Enterprise Ireland to target compliance market

11 Feb 2005

Growing regulatory compliance requirements are presenting significant opportunities for Irish software firms targeting the UK financial services market a report commissioned by Enterprise Ireland (EI) UK has found.

The report was based on interviews conducted with senior decision makers at 35 of the UK’s top high street and investment banks, building societies and insurance companies. Among its key findings were that high-street banks in the UK were spending between 20pc and 50pc of their 2004 regulatory compliance budget on IT, with a further increase of up to 10pc predicted for 2005.

“The findings indicate that the software firms most likely to benefit from this will be those selling business process or workflow software. UK financial institutions are seeking partnerships to provide IT systems to satisfy compliance requirements and the growing demands of regulation and corporate governance,” said Judi Blackmur, senior advisor, software and services of EI in the UK.

EI in the UK is currently working with a group of 24 Irish companies that are already targeting this area. It is also promoting Ireland as a centre of excellence for the development of compliance-related technologies, including solutions that address areas such as money laundering, information lifecycle management, financial workflow systems and compliance-focused e-learning.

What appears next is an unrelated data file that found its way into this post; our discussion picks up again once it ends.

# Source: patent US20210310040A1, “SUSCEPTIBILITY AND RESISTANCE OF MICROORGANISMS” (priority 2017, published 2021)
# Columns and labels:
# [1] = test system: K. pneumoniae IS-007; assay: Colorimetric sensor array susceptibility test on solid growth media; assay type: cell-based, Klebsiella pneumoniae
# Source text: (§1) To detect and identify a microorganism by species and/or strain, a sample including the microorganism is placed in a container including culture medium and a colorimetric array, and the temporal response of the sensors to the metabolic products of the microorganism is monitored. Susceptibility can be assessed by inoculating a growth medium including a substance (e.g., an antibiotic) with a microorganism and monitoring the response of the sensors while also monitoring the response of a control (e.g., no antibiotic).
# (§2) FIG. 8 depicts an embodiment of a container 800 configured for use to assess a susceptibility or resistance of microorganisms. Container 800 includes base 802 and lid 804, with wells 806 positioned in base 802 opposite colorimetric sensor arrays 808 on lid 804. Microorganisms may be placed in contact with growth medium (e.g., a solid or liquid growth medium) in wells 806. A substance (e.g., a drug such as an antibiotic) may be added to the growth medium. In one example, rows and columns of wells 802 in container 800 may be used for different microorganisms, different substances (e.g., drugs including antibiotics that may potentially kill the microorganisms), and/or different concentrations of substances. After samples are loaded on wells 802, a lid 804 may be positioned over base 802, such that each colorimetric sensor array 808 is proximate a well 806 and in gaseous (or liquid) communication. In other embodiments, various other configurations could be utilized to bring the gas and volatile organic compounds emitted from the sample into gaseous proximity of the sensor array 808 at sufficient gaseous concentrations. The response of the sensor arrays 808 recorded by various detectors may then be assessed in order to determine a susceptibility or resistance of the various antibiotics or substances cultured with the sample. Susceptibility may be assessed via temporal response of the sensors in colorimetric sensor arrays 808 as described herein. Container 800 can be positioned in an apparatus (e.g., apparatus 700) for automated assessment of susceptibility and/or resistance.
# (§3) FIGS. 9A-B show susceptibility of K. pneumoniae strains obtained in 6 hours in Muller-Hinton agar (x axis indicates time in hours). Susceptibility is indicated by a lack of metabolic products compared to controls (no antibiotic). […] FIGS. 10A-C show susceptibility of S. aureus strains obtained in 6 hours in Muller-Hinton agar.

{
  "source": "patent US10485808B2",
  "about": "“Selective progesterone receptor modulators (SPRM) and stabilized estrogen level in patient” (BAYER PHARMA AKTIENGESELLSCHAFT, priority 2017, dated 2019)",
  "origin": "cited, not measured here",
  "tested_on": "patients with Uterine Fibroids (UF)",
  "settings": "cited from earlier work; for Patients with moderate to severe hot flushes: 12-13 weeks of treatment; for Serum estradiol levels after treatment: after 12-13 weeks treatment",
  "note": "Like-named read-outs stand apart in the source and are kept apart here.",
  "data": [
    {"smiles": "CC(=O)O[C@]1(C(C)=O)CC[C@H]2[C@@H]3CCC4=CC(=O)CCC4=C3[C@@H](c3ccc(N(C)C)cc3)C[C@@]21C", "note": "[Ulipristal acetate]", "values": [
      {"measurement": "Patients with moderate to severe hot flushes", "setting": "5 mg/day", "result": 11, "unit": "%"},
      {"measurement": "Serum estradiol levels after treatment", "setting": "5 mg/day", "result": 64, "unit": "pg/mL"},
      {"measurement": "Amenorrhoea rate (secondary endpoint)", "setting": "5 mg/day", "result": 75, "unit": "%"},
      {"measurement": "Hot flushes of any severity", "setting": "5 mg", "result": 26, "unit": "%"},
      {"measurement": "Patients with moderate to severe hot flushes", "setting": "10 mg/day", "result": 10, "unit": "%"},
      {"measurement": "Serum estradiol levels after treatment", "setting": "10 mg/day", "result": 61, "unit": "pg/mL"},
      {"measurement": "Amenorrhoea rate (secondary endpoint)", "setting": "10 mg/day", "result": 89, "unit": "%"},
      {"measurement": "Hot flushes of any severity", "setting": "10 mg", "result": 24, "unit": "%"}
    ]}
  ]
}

The regulatory demand upon financial enterprises is substantial and growing. Regulatory requirements such as those falling under Basel II and Sarbanes-Oxley Act 2002 will soon be followed by the UK Companies Act. In addition the EU Financial Services Action Plan consists of 42 directives and rule changes designed to bring about a single market in financial services by 2006.

“Ultimately, for compliance to be effective, there needs to be accountability and visibility from top to bottom within an organisation – fortunately, technologies exist that can help financial institutions to accelerate the adoption of compliance practices and processes, no matter what stage they are currently at,” concluded Blackmur.

The report identifies training and education as the primary areas of spend within the compliance budget, with IT following a close second. While significant changes to IT systems and procedures may be necessary in the short term, decision-makers acknowledge that this process will have future business benefits beyond just being able to meet specific regulations.

An overriding finding of the survey was that institutions increasingly regard compliance as being an integral part of good corporate governance and best business practice, rather than an additional burden forced on them by new regulations. The increased visibility and holistic overview of the enterprise that compliance demands is in line with changes already taking place in many organisations.

Following the launch of this report EI UK has compiled a directory of Irish software vendors with solutions that help facilitate the compliance requirements of financial services institutions. The directory, Compliance Solutions from Ireland, is being circulated throughout EI’s European network with a view to engaging heads of compliance at institutions particularly in France, the Nordic and Benelux states and the UK.

By Brian Skelly